The discrepancy comes from the fact that AMC has always promoted the fifth season as one season split into two parts. The first 8 episodes aired starting back in July 2012 and appeared on iTunes as “Season 5”. Some users that purchased a season pass then expected that it would include the last half of the season that kicked off last night. Unfortunately, when the second half of the season hit iTunes, it was promoted as “The Final Season” rather than the second half of season 5 and required users to purchase a new season pass for access.

Apple allows users to buy a “Season Pass” to seasons of TV shows on iTunes and often provides a slight discount versus purchasing individual episodes. To be fair, Apple only charged $21.99 US for the season pass for season 5, which would reflect the typical cost for 8 episodes of new, premium content. In addition, the fine print on iTunes receipts also stated that the season pass for season 5 would only include “episodes airing in 2012.” The real problem here is that it forgot to remove the boiler plate text stating that the season also included all future episodes: “This Season Pass includes all current and future episodes of Breaking Bad, Season 5.”

A reader notes that the season pass for Season 3 of the The Walking Dead included both halves of the season with a long break in between the first and last 8 episodes. An iTunes rep even confirmed that the reader WOULD receive the second half of the season 5 prior to “The Final Season” landing on iTunes, so clearly there is some confusion with how iTunes handles these situations. Some users have even purchased a season pass for “The Final Season” (the second half of “Season 5” on iTunes) expecting that they’d also get access to the 8 previously aired episodes available in Season 5.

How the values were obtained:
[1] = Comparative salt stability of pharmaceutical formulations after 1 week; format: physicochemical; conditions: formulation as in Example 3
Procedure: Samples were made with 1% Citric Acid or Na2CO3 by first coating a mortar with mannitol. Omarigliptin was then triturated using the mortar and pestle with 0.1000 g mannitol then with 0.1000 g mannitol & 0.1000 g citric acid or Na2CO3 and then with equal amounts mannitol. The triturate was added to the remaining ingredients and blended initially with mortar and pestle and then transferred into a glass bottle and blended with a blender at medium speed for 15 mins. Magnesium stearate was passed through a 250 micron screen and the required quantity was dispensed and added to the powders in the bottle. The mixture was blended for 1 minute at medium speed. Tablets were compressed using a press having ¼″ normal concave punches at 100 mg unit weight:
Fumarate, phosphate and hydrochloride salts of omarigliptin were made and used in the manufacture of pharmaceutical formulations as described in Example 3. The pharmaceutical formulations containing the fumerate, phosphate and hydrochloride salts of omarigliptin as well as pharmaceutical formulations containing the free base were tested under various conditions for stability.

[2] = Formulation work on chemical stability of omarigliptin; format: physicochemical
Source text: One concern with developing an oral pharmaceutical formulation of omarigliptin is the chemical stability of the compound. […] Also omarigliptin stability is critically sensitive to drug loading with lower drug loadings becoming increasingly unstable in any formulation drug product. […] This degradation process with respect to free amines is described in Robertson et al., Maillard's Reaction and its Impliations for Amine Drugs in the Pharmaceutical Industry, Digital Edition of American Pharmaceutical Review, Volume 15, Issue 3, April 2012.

Apple isn’t alone in the move, as Amazon and Xbox offerings are splitting the seasons into two separate purchases as well, but Apple should definitely be doing more to make sure consumers know what they are getting when purchasing a season split into two parts.